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First check of the cooling performance

A project log for Extruder for Prusa i3 MK3S

Extruder with Mosquito hotend for the original Prusa i3 MK3S

CadmiumCadmium 09/20/2019 at 08:271 Comment

I made some quick measurements to check if the cooling of the hotend is working properly.

The measurements were made during a long print with PETG when the temperatures were in a steady state. The thermocouple for measuring the heatsink-temperature was attached close to the lower edge of the heatsink, where you can expect the highest temperature.   

First I made a measurement at room temperature, then I closed the heated housing of my printer and made measurements at elevated temperature.

Please note: Month ago I replaced the Noctua printer by a Sunon MF40100V1-G99-A for better cooling performance.

Ambient temperature [°C]Hotend temperature [°C]Heatsink Temperature [°C]
25240approx. 30
45240approx. 60

Conclusion

The thermal contact between the thermocouple and the heatsink is far away from perfect, thus the real temperature of the heatsink will be slightly higher than the measured temperature.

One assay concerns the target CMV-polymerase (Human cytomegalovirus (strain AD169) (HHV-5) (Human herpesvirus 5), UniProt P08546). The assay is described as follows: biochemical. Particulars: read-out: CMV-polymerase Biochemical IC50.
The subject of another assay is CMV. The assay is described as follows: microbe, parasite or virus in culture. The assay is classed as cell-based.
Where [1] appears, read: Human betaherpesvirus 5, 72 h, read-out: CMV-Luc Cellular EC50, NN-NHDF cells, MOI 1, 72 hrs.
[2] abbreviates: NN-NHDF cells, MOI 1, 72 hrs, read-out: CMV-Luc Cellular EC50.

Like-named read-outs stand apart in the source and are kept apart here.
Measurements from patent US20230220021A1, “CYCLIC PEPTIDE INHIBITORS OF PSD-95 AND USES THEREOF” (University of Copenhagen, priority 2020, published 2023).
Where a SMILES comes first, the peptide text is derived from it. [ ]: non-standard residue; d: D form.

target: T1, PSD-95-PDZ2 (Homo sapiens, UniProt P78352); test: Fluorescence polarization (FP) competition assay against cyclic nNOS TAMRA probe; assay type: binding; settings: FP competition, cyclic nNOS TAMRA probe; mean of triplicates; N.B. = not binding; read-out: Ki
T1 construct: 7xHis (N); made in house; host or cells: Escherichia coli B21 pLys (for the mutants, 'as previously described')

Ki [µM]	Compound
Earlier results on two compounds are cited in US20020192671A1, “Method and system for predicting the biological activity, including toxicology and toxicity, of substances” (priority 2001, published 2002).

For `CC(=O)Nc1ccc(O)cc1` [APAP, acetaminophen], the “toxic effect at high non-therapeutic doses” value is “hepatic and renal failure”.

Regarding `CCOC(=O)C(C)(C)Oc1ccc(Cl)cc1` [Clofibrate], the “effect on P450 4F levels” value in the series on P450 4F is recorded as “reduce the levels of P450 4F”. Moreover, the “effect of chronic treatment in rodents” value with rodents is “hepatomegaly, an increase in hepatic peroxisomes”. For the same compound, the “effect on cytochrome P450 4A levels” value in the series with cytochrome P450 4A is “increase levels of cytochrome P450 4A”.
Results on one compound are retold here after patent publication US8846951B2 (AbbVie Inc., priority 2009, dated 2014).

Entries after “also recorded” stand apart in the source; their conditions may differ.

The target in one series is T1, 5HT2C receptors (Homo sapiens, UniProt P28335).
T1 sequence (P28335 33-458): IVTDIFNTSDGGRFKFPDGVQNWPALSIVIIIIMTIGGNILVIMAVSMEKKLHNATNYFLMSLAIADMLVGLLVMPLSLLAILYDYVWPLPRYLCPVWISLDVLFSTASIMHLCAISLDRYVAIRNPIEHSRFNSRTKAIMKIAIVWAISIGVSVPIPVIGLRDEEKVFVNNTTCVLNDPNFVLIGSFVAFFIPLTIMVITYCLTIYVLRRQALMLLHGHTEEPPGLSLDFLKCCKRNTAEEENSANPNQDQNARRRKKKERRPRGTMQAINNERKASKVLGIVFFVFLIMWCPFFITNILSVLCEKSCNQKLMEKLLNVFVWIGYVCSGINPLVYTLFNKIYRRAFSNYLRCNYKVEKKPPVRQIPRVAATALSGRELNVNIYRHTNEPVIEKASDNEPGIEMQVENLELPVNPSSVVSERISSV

As expected, the cooling at room temperature works better than the cooling at high temperatures.

Because the extruderbody is made from PETG (continuous operating temperature ~65°C), I would not recommend to print large parts with hotend temperatures above 240°C with closed printer enclosure.

Discussions

Deneteus wrote 09/20/2019 at 08:55 point

PETG's glass transition temperature is 67–81C depending on what additives are being used in it. So your results could be because of the filament you used. That's not counting the internal enclosure air temp. ABS would be a first choice considering its glass transition temperature is 105C and you don't have to cool it when printing to get your extruder body printed and out of the way. I would have ordered it printed with high temp engineering plastic from Shapeways or something like that if I was trying to be fancy with it. It would have better airflow.

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